A FEARLESS GAZE OF HOPE – ‘QUINES’

 

 

The second edition of Gerda Stevenson’s Quines came out with some fanfare as it was launched to coincide with International Women’s Day. The launch at the Central Library in Edinburgh was also accompanied by a unique exhibition in honour of some of the poems in the book by EDGE: Textile Artists Scotland. Continue reading “Review of ‘Quines’ by Jim Aitken”

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Mar 14 2020

THE LABOUR LEFT ALLIANCE AND ROYAL SOCIALISM

This letter by Steve Freeman is a reponse to a report by Stan Keable in Weekly Worker about the post-December 12th general election conference of  section of the Labour Left, who have become disillusioned with Momentum, John Lansman’s Corbyn fan club. Yet, as this letter shows the Labour Left Alliance retains  the weaknesses of Corbyn, his allies and Momentum when it comes to the existing UK state.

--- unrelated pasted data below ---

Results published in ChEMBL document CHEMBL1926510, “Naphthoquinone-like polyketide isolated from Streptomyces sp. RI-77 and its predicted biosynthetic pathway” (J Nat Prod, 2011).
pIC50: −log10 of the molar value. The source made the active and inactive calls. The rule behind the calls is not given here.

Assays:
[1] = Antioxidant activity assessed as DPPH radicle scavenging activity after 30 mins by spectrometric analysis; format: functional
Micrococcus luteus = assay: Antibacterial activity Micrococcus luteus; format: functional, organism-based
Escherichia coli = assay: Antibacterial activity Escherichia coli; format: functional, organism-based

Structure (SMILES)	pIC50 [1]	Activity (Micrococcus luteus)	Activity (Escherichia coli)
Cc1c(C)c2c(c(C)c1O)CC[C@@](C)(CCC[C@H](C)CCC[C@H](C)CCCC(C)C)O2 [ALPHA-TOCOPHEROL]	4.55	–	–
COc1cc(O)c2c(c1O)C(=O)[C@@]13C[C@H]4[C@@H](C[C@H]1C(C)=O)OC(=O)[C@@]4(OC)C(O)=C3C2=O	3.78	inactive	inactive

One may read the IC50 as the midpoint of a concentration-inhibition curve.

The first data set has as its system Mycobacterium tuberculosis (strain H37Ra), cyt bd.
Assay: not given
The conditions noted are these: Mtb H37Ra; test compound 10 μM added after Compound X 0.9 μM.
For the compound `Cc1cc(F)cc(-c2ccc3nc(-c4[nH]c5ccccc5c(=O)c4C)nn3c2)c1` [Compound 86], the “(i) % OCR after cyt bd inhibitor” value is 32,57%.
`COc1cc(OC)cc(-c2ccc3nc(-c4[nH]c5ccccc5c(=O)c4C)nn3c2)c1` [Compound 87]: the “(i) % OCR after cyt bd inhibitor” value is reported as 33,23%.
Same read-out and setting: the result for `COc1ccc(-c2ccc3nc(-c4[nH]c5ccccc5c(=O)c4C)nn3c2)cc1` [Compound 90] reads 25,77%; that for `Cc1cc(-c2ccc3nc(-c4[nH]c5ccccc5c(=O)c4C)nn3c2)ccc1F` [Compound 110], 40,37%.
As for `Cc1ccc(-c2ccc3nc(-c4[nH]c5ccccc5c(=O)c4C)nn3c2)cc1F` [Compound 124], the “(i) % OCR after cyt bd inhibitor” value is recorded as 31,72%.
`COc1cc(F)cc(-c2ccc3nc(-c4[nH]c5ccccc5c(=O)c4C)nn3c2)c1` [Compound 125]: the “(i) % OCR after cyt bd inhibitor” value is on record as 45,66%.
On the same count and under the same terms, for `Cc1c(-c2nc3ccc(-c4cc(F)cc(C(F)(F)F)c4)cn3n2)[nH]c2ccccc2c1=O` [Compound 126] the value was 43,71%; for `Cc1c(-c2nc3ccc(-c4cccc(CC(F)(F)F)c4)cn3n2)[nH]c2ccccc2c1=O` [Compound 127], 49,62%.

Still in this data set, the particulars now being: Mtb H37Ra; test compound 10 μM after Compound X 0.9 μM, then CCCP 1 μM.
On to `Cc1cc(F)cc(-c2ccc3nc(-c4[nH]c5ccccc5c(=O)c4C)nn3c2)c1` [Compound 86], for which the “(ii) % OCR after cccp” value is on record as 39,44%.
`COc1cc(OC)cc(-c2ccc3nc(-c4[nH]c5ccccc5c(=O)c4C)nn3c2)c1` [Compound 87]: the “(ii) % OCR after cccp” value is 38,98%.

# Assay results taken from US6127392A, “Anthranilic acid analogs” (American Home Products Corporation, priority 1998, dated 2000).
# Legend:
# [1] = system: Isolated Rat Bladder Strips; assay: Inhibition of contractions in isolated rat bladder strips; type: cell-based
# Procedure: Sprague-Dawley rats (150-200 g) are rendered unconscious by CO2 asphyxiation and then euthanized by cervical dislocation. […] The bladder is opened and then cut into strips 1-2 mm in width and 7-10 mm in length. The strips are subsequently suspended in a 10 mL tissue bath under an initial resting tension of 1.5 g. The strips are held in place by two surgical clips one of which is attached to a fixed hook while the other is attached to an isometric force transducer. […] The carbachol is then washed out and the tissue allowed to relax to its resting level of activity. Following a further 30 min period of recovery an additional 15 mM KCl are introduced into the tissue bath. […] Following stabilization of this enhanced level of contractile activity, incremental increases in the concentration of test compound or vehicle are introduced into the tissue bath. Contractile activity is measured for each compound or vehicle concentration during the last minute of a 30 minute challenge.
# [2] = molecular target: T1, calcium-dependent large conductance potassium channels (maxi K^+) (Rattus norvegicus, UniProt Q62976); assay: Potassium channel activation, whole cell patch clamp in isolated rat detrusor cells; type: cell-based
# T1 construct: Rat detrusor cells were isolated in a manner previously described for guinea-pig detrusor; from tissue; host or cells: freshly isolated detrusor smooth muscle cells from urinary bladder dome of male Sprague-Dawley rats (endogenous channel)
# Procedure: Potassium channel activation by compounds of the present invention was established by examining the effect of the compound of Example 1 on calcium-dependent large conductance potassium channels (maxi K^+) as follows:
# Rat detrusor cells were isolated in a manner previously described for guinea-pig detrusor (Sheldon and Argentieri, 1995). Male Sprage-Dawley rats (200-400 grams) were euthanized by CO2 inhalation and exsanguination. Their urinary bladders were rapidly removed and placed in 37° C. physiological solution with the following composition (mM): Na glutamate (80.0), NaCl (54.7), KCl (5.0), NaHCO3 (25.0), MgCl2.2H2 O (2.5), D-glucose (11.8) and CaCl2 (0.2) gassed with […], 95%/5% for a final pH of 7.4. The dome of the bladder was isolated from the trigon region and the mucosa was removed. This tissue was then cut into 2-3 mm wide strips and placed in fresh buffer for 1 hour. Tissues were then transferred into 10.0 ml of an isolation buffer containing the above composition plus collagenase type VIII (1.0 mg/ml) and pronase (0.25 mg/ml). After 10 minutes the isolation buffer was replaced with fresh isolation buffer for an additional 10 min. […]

THE LABOUR LEFT ALLIANCE AND ROYAL SOCIALISM

 

As reported by Stan Keable in ‘A vision of royal socialism’ (Weekly Worker, February 27), the Labour Left Alliance conference was a significant event in the evolution of the Labour Left, which was revitalised by the election of Jeremy Corbyn as Labour leader in 2015. Stan reports that 130 delegates at the conference represented about 36 local and national Labour Left groups. Continue reading “THE LABOUR LEFT ALLIANCE AND ROYAL SOCIALISM”

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Jul 28 2019

PROMOTING REPUBLICANISM   

Murdo Ritchie addresses the Left’s failing to understand republicanism. This is deeply rooted in the Left’s  acceptance of the UK state for as a vehicle for its various economic and political projects. Murdo’s article is an update of his earlier piece (http://republicancommunist.org/blog/2015/02/24/promoting-republicanism/)

 

PROMOTING REPUBLICANISM